The Canadian Entomologist


Ecology of Species of Bombus Latr. (Hymenoptera: Apidae) in Southern Alberta. II. Subgenus Bombias Robt.1

G. A. Hobbsa1

a1 Canada Agriculture Research Station, Lethbridge, Alberta


In southern Alberta, the distribution of Bombus (Bombias) auricomis is confined to wooded areas whereas that of B. (Bombias) nevadensis encompasses prairie and wooded areas. Perhaps B. nevadensis survives on the prairie because it hibernates well below the surface of the soil.

When given equal opportunity to nest in surface or underground hives, B. nevadensis nested in three surface and 18 underground hives. Both species began to establish nests between mid-May and mid-June.

Both species laid one egg per cell in all broods, vertically in the first brood and horizontally in later broods. Larvae were fed individually in all instars of all broods, except perhaps during early instars of the first brood when pollen was packed beneath them through pockets made at both ends of the brood mass.

The eggs in the first brood layer were usually laid within 4 days. The cells beneath the shallow incubation groove were usually the first made and the ones from which adults first emerged. Queens of B. nevadensis required about a month to rear sufficient workers to take care of the foraging duties of the new colonies. Egg cells of succeeding broods were built side by side in groups or lines on cocoons of previous broods and were not primed with pollen.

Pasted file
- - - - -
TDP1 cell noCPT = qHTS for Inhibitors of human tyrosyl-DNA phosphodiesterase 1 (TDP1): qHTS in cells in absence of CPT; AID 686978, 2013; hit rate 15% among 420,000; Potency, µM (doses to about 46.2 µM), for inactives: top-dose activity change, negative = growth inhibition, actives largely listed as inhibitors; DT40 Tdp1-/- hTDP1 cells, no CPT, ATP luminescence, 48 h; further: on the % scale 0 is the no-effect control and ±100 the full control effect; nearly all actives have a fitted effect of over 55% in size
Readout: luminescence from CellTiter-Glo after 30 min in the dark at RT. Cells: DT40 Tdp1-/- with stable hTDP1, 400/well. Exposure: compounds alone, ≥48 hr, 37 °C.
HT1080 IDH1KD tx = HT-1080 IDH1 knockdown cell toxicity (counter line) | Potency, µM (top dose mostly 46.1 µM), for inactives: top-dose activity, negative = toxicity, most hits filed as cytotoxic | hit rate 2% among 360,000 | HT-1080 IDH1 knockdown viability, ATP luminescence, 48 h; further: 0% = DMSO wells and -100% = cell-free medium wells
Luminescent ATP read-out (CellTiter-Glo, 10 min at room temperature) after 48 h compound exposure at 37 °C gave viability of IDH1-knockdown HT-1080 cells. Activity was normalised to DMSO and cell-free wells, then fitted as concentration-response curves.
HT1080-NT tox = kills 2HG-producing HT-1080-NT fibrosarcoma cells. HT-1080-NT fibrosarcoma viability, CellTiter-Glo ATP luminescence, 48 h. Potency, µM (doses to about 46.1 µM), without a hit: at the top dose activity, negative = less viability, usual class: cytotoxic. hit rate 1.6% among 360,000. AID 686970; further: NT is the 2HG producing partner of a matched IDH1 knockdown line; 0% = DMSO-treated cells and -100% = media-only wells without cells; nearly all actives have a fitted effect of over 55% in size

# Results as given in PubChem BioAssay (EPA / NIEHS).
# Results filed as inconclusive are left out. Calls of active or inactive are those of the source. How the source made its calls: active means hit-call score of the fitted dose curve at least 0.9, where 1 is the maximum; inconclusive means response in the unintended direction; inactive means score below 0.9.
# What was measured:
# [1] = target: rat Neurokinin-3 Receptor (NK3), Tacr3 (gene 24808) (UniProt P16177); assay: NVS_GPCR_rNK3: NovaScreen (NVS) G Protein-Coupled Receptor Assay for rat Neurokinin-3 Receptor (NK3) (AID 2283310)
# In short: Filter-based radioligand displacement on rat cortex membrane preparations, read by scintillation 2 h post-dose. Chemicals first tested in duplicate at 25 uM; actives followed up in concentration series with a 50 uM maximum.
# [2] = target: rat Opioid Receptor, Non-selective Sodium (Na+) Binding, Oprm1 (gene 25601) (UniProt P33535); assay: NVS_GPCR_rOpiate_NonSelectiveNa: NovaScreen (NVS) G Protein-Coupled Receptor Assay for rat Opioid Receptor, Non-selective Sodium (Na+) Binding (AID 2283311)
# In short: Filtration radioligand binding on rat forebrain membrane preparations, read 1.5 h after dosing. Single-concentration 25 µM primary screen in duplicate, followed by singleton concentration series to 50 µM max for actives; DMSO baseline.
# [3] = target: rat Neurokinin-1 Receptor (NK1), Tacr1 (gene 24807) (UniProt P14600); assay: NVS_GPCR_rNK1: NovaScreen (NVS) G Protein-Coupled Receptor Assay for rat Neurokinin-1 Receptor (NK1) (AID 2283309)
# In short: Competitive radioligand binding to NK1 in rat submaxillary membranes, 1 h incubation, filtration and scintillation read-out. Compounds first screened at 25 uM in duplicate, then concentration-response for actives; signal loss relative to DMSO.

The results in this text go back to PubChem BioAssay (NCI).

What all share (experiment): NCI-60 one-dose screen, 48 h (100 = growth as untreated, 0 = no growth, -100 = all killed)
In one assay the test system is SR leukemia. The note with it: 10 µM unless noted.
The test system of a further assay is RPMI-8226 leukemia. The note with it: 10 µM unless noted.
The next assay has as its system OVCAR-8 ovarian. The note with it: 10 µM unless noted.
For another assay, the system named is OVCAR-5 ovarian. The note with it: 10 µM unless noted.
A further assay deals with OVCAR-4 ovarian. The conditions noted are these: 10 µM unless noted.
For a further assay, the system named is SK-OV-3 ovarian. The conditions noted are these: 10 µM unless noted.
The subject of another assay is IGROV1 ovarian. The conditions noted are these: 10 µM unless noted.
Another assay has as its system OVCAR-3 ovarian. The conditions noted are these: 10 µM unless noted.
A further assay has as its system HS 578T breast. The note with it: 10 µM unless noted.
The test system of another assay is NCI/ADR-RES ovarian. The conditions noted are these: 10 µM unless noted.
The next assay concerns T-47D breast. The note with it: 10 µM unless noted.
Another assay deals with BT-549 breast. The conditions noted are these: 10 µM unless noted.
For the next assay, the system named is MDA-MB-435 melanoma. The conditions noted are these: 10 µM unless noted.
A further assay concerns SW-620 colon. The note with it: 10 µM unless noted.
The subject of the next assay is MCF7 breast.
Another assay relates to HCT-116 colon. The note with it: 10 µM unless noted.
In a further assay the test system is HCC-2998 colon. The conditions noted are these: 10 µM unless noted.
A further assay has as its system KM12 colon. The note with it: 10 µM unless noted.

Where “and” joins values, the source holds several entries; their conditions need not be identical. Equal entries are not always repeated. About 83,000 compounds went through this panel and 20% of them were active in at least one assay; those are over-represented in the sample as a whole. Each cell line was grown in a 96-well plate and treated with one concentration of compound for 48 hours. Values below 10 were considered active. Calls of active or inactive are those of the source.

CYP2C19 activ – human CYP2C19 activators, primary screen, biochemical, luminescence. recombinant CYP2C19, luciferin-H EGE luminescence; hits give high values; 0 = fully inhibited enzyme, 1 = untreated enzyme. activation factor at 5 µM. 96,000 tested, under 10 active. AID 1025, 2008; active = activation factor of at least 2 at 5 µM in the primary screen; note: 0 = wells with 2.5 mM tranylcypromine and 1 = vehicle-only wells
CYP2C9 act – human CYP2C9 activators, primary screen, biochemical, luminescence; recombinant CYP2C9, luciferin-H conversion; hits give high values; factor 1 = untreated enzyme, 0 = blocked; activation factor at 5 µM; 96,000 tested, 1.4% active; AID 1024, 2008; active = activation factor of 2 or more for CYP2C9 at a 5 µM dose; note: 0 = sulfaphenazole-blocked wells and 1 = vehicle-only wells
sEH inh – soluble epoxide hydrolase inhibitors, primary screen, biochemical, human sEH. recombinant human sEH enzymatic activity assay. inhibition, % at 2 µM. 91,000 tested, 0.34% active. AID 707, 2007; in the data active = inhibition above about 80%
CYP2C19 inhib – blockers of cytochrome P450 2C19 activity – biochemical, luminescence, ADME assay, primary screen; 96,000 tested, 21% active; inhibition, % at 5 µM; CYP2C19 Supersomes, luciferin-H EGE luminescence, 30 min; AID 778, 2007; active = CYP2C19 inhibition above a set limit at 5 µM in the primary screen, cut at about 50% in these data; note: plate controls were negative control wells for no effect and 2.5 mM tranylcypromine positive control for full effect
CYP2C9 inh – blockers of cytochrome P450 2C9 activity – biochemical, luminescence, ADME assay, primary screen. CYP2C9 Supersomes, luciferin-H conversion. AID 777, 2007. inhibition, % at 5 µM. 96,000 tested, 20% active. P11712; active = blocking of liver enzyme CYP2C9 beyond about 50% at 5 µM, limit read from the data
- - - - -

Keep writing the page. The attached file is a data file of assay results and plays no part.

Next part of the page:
Both species were prolific producers of wax. More pots for the storage of honey and pollen were added as colonies increased in size.

Colonies of both species were usually small, apparently because the queens usually found time to rear only one brood of workers and perhaps because only one egg was laid in each cell. The largest colony, of B. nevadensis, produced 139 individuals. The workers of a brood sometimes varied greatly in size. The workers of succeeding broods were progressively larger, the last ones produced being almost as large as queens. Males of B. nevadensis mated by grasping the queens when they were flying, then copulating on the ground. After mating, queens hibernated at a depth of about 3 inches in the soil.

Males and females of Psithyrus insularis were reared in nests of B. nevadensis. P. suckleyi also established in a nest of this species. The big-headed fly, Physocephala texana, was a destroyer of B. nevadensis. Ants pillaged first broods not protected with an insecticide.

(Received June 12 1964)


* Contributton from the Entomology Section.

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